Dull mono sound. Looking to get things sounding more full

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This topic contains 22 replies, has 9 voices, and was last updated by Profile photo of Dave Dave 3 weeks, 3 days ago.

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  • #100741
    Profile photo of volounteer
    volounteer
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    @lishinsky

    A church is not a studio.
    Most venues never had stereo to start with.
    If you did have stereo then as the diagram @brian posted shows that those on either side will miss some of the sound.

    When I walked around my house I noted that I lost sound from one channel as the speakers are not fisheye but have limited spread.
    Stereo is good for home, bad for churches, and a total fail in a ball park or arena.

    #100756
    Profile photo of Lishinsky
    Lishinsky
    Participant

    The difference between mono and stereo extends way further then the ability to pan elements to left or right.
    I’m not sure how well you understand the true concept of stereo.

    I’m not here to give lectures, but I recomend that you and other engineers who think like you, rethink your approach to stereo.
    Here is a good place to start

    https://www.youtube.com/results?search_query=Dave+rat+stereo+vs+mono

    #100763
    Profile photo of volounteer
    volounteer
    Participant

    @lishinsky

    I understand stereo quite well.
    I have done stereo for over 60 years using all normal methods, but not a few of the way out multi mike versions.
    I used real textbooks not utoob videos to provide true facts for guidance.

    Do you understand that if you put something on the right side of stereo field
    but the people on the left side cannot hear it at all because of the speakers not being fisheye
    then you have terrible sound for half the audience.

    Stereo has no place in a church setting unless it is very small and meets in your living room.

    If you think stereo is so good for a church then why not go 5.1 ?

    #101494
    Profile photo of Dave
    Dave
    Participant

    Do you understand that if you put something on the right side of stereo field but the people on the left side cannot hear it at all because of the speakers not being fisheye then you have terrible sound for half the audience.

    Depends on the PA and the seating arrangement. Some PAs have full LCR hangs pointing at each part of the venue, and some (probably most) don’t. Some PAs are just a stack on each side of the stage with seats right in front of them, and some rooms use the space immediately in front of the PA as aisles and the seating starts far enough back that you can hear both stacks, even in the front row (and some PAs have small fill speakers to ensure the people right in front of a stack or hang can hear what’s coming out of the other side. Some PAs are just a “primitive” cluster hung above the podium, some have the most advanced speaker tech available.

    I don’t think the OP ever said where his church falls on the spectrum.

    #101495
    Profile photo of volounteer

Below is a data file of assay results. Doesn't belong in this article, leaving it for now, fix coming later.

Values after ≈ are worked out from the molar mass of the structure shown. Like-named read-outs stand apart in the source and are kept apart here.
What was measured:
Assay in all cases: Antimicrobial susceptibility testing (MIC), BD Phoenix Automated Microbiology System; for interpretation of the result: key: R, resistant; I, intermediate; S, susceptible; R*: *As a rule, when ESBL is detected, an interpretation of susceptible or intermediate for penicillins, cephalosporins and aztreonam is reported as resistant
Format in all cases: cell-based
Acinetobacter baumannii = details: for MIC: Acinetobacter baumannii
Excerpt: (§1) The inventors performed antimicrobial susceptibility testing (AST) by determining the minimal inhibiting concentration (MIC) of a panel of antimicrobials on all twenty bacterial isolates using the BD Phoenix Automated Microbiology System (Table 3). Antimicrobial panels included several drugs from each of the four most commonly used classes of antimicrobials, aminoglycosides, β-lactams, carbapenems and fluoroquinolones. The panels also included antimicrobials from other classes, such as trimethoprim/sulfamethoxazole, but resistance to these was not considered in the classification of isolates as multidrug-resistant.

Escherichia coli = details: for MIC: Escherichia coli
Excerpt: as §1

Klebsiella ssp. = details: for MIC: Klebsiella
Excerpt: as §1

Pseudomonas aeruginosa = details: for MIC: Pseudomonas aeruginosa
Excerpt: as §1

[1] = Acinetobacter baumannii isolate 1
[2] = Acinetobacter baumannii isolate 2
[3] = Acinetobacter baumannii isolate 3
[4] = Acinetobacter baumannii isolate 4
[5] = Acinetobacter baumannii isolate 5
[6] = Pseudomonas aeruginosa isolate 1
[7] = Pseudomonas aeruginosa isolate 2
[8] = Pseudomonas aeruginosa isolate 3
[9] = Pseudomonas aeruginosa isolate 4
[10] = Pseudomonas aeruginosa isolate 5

volounteer
    Participant

    If it is a church then I suspect it would be low cost and functional, and not super expensive high end like possibly a Bway theatre. If it is stereo at all, I would expect two speakers on either side with perhaps a center fill if the LR are very wide.
    I do not know any churches that have stereo. But I guess there might be some of those somewhere.

    #101497
    Profile photo of SteffenR
    SteffenR
    Participant

    If it is a church then I suspect it would be low cost and functional

    in many countries churches look and sound different than in the US
    we have buildings that where build over 600 years ago and still get used as a church…
    and functional is not what comes to mind often

    #101498
    Profile photo of volounteer
    volounteer
    Participant

    true
    my experience is with usa

    and toe-knee who started the thread is in the usa
    yet still his church may be one of the big megachurches where money is not a drawback to doing things as good as possible

    #101620
    Profile photo of Dave
    Dave
    Participant

    If it is a church then I suspect it would be low cost and functional, and not super expensive high end like possibly a Bway theatre. If it is stereo at all, I would expect two speakers on either side with perhaps a center fill if the LR are very wide.
    I do not know any churches that have stereo. But I guess there might be some of those somewhere.

    It varies wildly. I’ve attended a church that fit entirely within a single service in a single classroom, and didn’t have (or need) a PA at all. The one I work at now is big enough that we can host such a church in a classroom that we weren’t using during our last service. Anyway, our sanctuary has reasonably good stereo coverage… I’ve seen smaller churches have better & more expensive PAs, and I’ve seen bigger churches with worse PAs. It just depends on how the congregation prioritizes things, and on how much financial support they can get from their denomination (if they’re affiliated with one).

    Anyway, most of the time, by the time there’s an audio engineer involved, there’ll at least be a speaker on a stick on each side of the “stage”. Obviously, you’re not going to get any kind of “stereo image” on such a PA, but I would still recommend wiring it in stereo just so the engineer can compensate for significantly off-center stage volume. It doesn’t come up often (at least in my experience), but last summer we were meeting outside in a tent due to Covid. The drummer was off to one side, and his channels were the only ones panned.

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